A good exercise program will activate and rejuvenate the skin, while improving blood flow. Also, body sweat triggers production of sebum, which is the skin's own natural moisturizer.
Get serious about stress reduction. Skin conditions such as acne appear on many people who are stressed out, and chronic skin conditions tend to worsen. Set aside quiet time to meditate or daydream. Be sure to get enough sleep (see our sleeplessness causes and cures course if this is a problem for you).
To avoid morning eye or facial puffiness, sleep on your back so fluid doesn't collect in your eyes. You can keep the oil from your hair away from your face by wearing a head covering or a soft headband when you go to bed. And keep in mind that too much stress can affect your overall health, as well as your complexion. If you're stressing out, look for things that cause you stress and start eliminating them one at a time.
Most of those stress-causing things are not essential. For example, if your credit card bills stress you out, put a one-month moratorium on spending--buy only food, fuel, and other things you cannot do without. Don't buy clothes, restaurant dinners, or even merchandise from this Website. You'll be surprised at how much stress relief this provides. Does traffic stress you out? Find someone to pool with. Or bring an audiocassette so you can learn a new language, hear a great novel, or learn a new subject.
Does your boss drive you nuts? Have a heart-to-heart talk. Just tell your boss some things are stressing you out and you'd like to get back on track. Your boss is probably under stress, too, so approach the conversation with the idea of reducing stress for both of you if possible. Stick to the issues, and go into the conversation with the idea of getting at least one thing you can do to reduce stress. Make sure you smile and don't accuse or complain. You just want to see if there are ways to improve the work process. Maybe you can telecommute one day a week, so you don't have to fight traffic every day.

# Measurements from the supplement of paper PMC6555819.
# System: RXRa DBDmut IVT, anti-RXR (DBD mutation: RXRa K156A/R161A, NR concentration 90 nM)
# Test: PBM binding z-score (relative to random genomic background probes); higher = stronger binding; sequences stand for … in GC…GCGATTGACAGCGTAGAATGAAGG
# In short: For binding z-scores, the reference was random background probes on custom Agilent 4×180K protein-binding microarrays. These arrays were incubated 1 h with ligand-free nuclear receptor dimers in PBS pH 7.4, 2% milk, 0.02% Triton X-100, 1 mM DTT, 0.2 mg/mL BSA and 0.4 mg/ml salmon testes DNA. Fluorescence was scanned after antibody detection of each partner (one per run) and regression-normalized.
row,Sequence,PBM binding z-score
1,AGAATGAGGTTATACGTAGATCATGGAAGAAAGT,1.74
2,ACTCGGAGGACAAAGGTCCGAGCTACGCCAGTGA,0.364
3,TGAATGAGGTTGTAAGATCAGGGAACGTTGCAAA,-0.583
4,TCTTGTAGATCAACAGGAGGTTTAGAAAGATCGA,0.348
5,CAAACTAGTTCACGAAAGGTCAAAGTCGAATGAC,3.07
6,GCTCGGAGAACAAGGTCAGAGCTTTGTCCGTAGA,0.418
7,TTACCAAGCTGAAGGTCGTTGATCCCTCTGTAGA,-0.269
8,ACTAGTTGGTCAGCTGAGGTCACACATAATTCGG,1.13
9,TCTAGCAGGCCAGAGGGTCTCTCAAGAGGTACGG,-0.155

Spousal stress? Stop and think about what you like about your spouse. Count your blessings in that area. Then, go get a card from Hallmark and add a list of those things to the card. Can't come up with a long list? Then just say "Here are three of the many things I like about you." Finish with a note saying, "I just took a moment to count my blessings." You will be surprised at how much less stress you will get from your spouse. This could ward off a divorce. As we all know, you can "lose your hide" in a divorce. Save your skin ahead of time!
Get your basic nutrition. Forget the chips and soda--save your skin!
The articles on this site are authoritative, because:
Where an article is not bylined with a specific author's name, it was written by Mark Lamendola (see photos on home page and elsewhere on this site). Mark is a 4th degree blackbelt, has not been sick since 1971, and has not missed a workout since 1977. Just an example of how Mark knows what he's talking about: In his early 50s, Mark demonstrated a biceps curl using half his body weight. That's a Jack LaLanne level stunt. Few people can even come close. If you want to know how to build a strong, beautiful body, read the articles here.